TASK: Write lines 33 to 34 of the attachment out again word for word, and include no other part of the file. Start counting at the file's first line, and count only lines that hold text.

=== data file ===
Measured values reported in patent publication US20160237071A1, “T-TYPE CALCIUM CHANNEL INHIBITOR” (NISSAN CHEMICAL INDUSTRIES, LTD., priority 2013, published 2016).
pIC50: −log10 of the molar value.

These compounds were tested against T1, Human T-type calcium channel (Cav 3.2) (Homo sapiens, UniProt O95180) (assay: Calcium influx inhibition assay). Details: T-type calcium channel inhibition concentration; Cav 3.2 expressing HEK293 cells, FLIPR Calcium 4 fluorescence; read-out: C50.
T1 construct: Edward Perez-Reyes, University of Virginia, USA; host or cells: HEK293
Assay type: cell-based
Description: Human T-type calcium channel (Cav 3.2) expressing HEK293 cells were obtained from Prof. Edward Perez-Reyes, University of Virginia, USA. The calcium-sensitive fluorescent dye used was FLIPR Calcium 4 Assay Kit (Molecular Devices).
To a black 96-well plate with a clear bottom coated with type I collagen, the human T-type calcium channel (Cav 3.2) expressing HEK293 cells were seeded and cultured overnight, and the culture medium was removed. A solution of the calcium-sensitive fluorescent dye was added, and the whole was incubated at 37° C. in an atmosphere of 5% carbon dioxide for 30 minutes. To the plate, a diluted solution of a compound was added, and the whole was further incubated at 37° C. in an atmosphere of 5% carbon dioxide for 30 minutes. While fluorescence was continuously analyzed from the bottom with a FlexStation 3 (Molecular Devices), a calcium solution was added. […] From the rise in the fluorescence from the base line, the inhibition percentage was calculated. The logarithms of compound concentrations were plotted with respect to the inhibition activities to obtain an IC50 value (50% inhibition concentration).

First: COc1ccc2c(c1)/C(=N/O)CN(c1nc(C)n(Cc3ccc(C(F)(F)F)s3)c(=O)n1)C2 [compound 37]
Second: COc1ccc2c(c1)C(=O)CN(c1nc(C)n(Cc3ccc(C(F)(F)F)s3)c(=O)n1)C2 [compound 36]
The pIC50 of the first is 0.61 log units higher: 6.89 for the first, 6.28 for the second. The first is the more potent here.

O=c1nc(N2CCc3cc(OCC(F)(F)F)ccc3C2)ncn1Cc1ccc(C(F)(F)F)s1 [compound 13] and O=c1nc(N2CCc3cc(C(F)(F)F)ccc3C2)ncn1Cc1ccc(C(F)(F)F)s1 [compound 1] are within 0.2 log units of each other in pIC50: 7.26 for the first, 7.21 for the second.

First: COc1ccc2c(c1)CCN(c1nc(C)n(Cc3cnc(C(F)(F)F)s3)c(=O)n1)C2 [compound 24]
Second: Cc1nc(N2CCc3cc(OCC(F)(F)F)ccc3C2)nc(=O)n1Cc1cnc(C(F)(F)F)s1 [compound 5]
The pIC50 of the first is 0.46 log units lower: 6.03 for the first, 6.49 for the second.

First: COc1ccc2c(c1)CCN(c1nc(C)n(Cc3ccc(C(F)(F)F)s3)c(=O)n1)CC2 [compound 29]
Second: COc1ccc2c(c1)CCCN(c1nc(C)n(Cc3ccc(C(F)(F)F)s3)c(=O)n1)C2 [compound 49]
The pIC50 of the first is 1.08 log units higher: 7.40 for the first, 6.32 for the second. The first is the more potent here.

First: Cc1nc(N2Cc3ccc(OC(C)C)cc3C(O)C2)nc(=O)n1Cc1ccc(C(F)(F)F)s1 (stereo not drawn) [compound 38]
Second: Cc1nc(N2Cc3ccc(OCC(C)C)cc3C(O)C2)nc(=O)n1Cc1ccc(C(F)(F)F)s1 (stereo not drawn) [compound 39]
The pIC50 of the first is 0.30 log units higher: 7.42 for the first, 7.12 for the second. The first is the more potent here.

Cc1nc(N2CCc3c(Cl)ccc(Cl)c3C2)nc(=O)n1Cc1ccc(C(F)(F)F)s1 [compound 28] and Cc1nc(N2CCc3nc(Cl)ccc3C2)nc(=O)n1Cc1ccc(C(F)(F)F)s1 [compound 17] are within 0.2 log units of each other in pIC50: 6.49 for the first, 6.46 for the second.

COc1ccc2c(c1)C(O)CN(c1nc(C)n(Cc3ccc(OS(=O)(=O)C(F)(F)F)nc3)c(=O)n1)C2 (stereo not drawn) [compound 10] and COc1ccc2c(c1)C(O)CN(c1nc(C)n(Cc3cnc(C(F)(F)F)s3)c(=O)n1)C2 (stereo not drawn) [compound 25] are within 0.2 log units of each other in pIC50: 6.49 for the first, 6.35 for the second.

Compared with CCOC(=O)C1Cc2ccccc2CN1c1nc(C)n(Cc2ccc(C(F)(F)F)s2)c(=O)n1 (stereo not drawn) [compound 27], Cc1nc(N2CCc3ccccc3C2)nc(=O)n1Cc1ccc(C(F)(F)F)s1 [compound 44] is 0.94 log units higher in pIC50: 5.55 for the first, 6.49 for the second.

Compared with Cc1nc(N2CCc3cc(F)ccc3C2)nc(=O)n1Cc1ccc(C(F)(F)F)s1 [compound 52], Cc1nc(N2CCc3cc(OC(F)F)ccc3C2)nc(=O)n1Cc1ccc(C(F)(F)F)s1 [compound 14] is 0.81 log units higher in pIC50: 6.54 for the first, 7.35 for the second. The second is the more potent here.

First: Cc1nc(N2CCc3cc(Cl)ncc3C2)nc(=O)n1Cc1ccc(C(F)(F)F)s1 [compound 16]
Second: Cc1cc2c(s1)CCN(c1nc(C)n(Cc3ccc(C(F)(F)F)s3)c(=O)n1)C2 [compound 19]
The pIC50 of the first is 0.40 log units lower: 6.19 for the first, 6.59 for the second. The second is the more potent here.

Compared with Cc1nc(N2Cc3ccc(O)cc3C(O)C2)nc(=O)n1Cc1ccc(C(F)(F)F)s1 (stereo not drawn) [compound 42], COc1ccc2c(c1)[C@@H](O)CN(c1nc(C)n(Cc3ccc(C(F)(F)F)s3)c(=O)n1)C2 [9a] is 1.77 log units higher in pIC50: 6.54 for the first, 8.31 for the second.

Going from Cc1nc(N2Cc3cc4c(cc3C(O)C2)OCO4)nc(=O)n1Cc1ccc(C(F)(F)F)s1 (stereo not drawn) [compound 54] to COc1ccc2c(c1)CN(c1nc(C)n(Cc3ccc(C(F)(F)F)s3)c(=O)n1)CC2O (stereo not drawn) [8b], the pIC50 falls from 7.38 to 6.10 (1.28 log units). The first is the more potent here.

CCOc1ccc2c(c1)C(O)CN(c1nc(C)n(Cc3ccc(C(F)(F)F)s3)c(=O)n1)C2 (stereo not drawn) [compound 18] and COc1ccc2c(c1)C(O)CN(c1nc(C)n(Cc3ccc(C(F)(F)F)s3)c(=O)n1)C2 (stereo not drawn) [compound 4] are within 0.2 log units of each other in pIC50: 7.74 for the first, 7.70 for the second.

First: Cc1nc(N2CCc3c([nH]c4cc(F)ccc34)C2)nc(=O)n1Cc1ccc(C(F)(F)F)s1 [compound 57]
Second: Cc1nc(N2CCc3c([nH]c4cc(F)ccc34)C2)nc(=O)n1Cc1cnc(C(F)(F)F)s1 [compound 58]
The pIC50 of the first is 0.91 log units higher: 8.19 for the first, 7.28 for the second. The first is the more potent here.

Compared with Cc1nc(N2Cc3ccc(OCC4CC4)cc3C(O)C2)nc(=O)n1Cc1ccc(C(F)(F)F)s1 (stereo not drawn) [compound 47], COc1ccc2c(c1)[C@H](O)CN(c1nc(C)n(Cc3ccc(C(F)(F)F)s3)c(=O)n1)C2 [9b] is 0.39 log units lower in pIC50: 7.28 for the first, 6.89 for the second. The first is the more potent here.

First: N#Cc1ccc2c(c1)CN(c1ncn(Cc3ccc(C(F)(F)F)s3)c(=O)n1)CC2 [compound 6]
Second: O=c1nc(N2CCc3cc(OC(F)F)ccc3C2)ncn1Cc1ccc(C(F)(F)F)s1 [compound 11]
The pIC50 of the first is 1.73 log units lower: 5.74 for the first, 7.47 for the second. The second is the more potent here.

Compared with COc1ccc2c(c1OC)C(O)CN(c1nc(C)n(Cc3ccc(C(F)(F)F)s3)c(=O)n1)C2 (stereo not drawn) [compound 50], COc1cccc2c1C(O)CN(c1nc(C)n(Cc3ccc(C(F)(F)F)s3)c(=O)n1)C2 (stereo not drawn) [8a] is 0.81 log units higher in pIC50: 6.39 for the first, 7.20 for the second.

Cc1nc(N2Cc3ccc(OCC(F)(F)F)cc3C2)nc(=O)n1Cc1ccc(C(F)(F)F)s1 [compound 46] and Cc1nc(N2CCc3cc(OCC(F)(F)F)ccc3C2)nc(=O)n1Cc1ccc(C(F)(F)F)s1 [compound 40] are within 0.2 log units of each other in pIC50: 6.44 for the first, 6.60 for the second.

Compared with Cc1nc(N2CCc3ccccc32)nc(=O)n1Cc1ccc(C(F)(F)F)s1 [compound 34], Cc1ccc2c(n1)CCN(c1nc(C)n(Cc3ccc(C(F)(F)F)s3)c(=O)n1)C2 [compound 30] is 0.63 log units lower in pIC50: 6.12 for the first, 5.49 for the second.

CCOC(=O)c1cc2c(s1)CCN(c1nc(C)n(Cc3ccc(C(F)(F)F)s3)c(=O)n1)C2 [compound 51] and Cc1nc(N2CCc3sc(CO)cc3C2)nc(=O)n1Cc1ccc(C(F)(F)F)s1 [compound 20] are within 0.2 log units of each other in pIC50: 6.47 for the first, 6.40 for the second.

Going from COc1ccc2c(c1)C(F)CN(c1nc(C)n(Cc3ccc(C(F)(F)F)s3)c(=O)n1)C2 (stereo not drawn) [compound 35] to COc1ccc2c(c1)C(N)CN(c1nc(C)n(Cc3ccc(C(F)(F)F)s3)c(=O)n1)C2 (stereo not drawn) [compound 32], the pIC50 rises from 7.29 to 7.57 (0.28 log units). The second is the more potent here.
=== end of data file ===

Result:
The pIC50 of the first is 0.91 log units higher: 8.19 for the first, 7.28 for the second. The first is the more potent here.

Compared with Cc1nc(N2Cc3ccc(OCC4CC4)cc3C(O)C2)nc(=O)n1Cc1ccc(C(F)(F)F)s1 (stereo not drawn) [compound 47], COc1ccc2c(c1)[C@H](O)CN(c1nc(C)n(Cc3ccc(C(F)(F)F)s3)c(=O)n1)C2 [9b] is 0.39 log units lower in pIC50: 7.28 for the first, 6.89 for the second. The first is the more potent here.